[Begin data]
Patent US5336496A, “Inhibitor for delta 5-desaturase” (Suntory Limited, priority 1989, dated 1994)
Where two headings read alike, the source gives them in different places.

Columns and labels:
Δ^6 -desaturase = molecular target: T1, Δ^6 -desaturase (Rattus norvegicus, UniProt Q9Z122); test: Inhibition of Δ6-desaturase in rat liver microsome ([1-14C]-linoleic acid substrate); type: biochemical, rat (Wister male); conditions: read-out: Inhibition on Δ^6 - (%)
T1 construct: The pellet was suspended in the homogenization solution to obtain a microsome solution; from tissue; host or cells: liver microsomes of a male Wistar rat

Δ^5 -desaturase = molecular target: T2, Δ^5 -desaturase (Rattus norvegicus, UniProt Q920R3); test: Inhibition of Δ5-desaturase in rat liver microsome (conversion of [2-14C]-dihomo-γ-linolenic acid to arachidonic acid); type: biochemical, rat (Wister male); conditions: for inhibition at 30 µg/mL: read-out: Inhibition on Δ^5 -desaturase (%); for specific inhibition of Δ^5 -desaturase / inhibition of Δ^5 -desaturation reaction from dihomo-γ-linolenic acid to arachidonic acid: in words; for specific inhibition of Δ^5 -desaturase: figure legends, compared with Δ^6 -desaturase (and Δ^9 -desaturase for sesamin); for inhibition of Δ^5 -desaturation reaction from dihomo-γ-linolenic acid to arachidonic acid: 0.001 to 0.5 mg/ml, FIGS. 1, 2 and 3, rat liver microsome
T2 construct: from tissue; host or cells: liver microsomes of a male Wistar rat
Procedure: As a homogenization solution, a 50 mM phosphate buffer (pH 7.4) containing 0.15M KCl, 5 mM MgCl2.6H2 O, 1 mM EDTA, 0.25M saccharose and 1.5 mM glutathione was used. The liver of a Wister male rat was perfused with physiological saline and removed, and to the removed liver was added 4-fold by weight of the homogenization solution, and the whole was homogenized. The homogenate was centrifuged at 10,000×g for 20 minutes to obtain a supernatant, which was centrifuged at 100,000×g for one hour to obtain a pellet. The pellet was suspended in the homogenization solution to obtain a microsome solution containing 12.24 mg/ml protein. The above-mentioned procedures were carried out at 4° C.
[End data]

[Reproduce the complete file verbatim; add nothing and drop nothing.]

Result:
Patent US5336496A, “Inhibitor for delta 5-desaturase” (Suntory Limited, priority 1989, dated 1994)
Where two headings read alike, the source gives them in different places.

Columns and labels:
Δ^6 -desaturase = molecular target: T1, Δ^6 -desaturase (Rattus norvegicus, UniProt Q9Z122); test: Inhibition of Δ6-desaturase in rat liver microsome ([1-14C]-linoleic acid substrate); type: biochemical, rat (Wister male); conditions: read-out: Inhibition on Δ^6 - (%)
T1 construct: The pellet was suspended in the homogenization solution to obtain a microsome solution; from tissue; host or cells: liver microsomes of a male Wistar rat

Δ^5 -desaturase = molecular target: T2, Δ^5 -desaturase (Rattus norvegicus, UniProt Q920R3); test: Inhibition of Δ5-desaturase in rat liver microsome (conversion of [2-14C]-dihomo-γ-linolenic acid to arachidonic acid); type: biochemical, rat (Wister male); conditions: for inhibition at 30 µg/mL: read-out: Inhibition on Δ^5 -desaturase (%); for specific inhibition of Δ^5 -desaturase / inhibition of Δ^5 -desaturation reaction from dihomo-γ-linolenic acid to arachidonic acid: in words; for specific inhibition of Δ^5 -desaturase: figure legends, compared with Δ^6 -desaturase (and Δ^9 -desaturase for sesamin); for inhibition of Δ^5 -desaturation reaction from dihomo-γ-linolenic acid to arachidonic acid: 0.001 to 0.5 mg/ml, FIGS. 1, 2 and 3, rat liver microsome
T2 construct: from tissue; host or cells: liver microsomes of a male Wistar rat
Procedure: As a homogenization solution, a 50 mM phosphate buffer (pH 7.4) containing 0.15M KCl, 5 mM MgCl2.6H2 O, 1 mM EDTA, 0.25M saccharose and 1.5 mM glutathione was used. The liver of a Wister male rat was perfused with physiological saline and removed, and to the removed liver was added 4-fold by weight of the homogenization solution, and the whole was homogenized. The homogenate was centrifuged at 10,000×g for 20 minutes to obtain a supernatant, which was centrifuged at 100,000×g for one hour to obtain a pellet. The pellet was suspended in the homogenization solution to obtain a microsome solution containing 12.24 mg/ml protein. The above-mentioned procedures were carried out at 4° C.